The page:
Narrative Life

Democratic Curriculum and Indigenous Learning

  • Neil Hooley

Part of the Explorations of Educational Purpose book series (EXEP, volume 7)

Table of contents

  1. Front Matter
    Pages i-xxv
  2. Context

    1. Front Matter
      Pages 1-1
    2. Neil Hooley
      Pages 19-33
    3. Neil Hooley
      Pages 35-50
    4. Neil Hooley
      Pages 51-65
  3. Community

    1. Front Matter
      Pages 67-67
    2. Neil Hooley
      Pages 69-84
    3. Neil Hooley
      Pages 85-99
    4. Neil Hooley
      Pages 101-116
    5. Neil Hooley
      Pages 117-133
  4. Commitment

    1. Front Matter
      Pages 135-135
    2. Neil Hooley
      Pages 137-156
    3. Neil Hooley
      Pages 157-175
    4. Neil Hooley
      Pages 177-194
  5. Change

    1. Front Matter
      Pages 213-213
    2. Neil Hooley
      Pages 215-231
    3. Neil Hooley
      Pages 233-251
    4. Neil Hooley
      Pages 253-267

About this book

Introduction

Written with educational practitioners in mind and set in a framework of progressive epistemology and pedagogy, this work tackles issues of global concern. It seeks to answer the question of how we structure education for the world’s 370 million indigenous people so as to promote intercultural understanding, maximize opportunity and right colonial wrongs.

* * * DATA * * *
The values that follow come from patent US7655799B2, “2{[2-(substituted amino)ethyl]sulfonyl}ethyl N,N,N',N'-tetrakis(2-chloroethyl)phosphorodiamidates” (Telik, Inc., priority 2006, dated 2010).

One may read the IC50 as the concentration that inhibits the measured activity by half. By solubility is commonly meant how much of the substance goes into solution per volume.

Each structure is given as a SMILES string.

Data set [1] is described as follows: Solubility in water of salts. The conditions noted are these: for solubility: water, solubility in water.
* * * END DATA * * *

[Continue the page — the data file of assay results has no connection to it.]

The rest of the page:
Hooley’s work details an innovative curriculum design for indigenous school children based on the principles of participatory narrative inquiry, as well as exemplars of indigenous knowledge. Written from an Australian perspective, the book discusses broad international issues that impact on schooling such as globalisation, democratic education and whiteness and raises significant questions regarding indigenous culture and knowledge.

Taking inspiration from the works of John Dewey and Paulo Freire, Hooley asserts that a curriculum based on participatory narrative inquiry recognises and respects the interests and rights of local indigenous communities. Further, it provides a mechanism for linking with white mainstream curricula through the compilation of portfolios of student work and exemplars of knowledge across all subjects areas. This model views formal schooling as a central aspect of a child’s personal, family and community narrative and does not impose knowledge from without, but constructs knowledge from within. Learning is given an indigenous context and thus two-way inquiry between cultural viewpoints is encouraged.

Narrative Life makes an original contribution to indigenous education worldwide, and does so across all settings of primary and secondary schooling.

Keywords

curriculum education indigenous education learning literacy mathematics narrative inquiry school whiteness

Authors and affiliations

  • Neil Hooley

There are no affiliations available

Bibliographic information

  • DOI https://doi.org/10.1007/978-1-4020-9735-5
  • Copyright Information Springer Science+Business Media B.V. 2009
  • Publisher Name Springer, Dordrecht
  • eBook Packages Humanities, Social Sciences and Law
  • Print ISBN 978-1-4020-9734-8
  • Online ISBN 978-1-4020-9735-5
  • About this book